Democrats are launching an outside group seeking to help address economic challenges facing millennials who have become disconnected from politics.
On Wednesday, Democratic leaders announced the formation of the Future Forum Foundation in hopes of bolstering the work of the House Future Forum caucus, a group of the youngest Democratic members of Congress.
The nonprofit group, chaired by former Rep. Patrick Murphy of Florida, will research the changing nature of work in the so-called gig-economy as well as the thorny issues posed by automation, artificial intelligence, and the growing burden of student debt.
The organization is intended to serve a series of roles — part research hub, part conduit between businesses and Democratic legislators in Congress.
The foundation has begun talks with organizations and businesses to advocate public policies and business practices that provide financial stability for young Americans.
Murphy said the foundation would help strengthen the existing House caucus, which he believes is a source of fresh leadership in the party, by studying economic issues facing millennials and in some cases developing progressive, center-left, and bipartisan policies that can appeal directly to young Americans.
“I think a big part of what needs to happen across the board is we need some fresh blood, we need people, new energy,” Murphy told Business Insider.
“I think groups like this will help — new leaders will rise from this. When there is new blood and new leadership I think some folks will come from this group.”
The foundation is hosting its kickoff event Wednesday in Washington, DC, bringing together 20 businesses that employ and serve a largely millennial audience.
Many younger Democratic politicians have been keenly aware of the growing disillusionment with political parties among young voters who largely vote Democratic but are unreliable at the ballot box and approach Democratic candidates warily.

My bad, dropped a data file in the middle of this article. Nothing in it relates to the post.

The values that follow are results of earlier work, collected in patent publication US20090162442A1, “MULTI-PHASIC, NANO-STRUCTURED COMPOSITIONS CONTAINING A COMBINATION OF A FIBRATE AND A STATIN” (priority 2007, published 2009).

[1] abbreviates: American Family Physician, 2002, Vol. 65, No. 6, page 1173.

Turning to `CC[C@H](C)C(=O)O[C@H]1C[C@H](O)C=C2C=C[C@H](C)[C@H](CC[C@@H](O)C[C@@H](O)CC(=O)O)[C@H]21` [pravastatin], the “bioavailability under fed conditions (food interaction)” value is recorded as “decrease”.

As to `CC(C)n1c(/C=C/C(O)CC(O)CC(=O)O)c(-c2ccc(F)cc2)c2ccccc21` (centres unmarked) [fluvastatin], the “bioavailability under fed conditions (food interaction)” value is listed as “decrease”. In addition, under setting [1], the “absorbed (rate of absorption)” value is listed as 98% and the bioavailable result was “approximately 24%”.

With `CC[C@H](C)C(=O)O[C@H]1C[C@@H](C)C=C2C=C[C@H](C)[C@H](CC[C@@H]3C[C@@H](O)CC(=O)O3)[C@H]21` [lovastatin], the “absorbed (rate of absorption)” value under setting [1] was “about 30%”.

According to the US Census Bureau, in the 2016 election, people ages 18 to 29 voted at a slightly higher rate than they did in 2012, though young voters still voted at lower rates than any other age cohort.
But while President Barack Obama won 60% of millennials to Mitt Romney’s 37% in 2012, Hillary Clinton won 55% of millennial voters to Donald Trump’s 37%, meaning roughly one in 10 voted for third-party candidates like Libertarian Party nominee Gary Johnson, Green Party nominee Jill Stein, or other write-in candidates.
Also last year, nearly as many millennials identified as nonpartisan as those who identified as Democrats.
The House Future Forum caucus has ramped up its activity of late, with some Democrats grumbling that part of the party’s problem may lie in its lack of credentialed young leaders.
Formed in 2014, the 26-member House Future Forum added several members to its ranks following the 2016 election and, according to its chair, Rep. Eric Swalwell of California, launched a separate campaign arm earlier this year to back Future Forum candidates for reelection.
Swalwell said the caucus had visited tech incubators, breweries, community colleges, and other locations where millennials tend to congregate in 40 cities, meeting with students and new employees and millennial-focused businesses with the goal of identifying issues facing young Americans.
“This Swiss army knife is getting more and more tools to help young people,” Swalwell said of the new foundation. “That shows that young leaders are on the rise in and out of Congress.”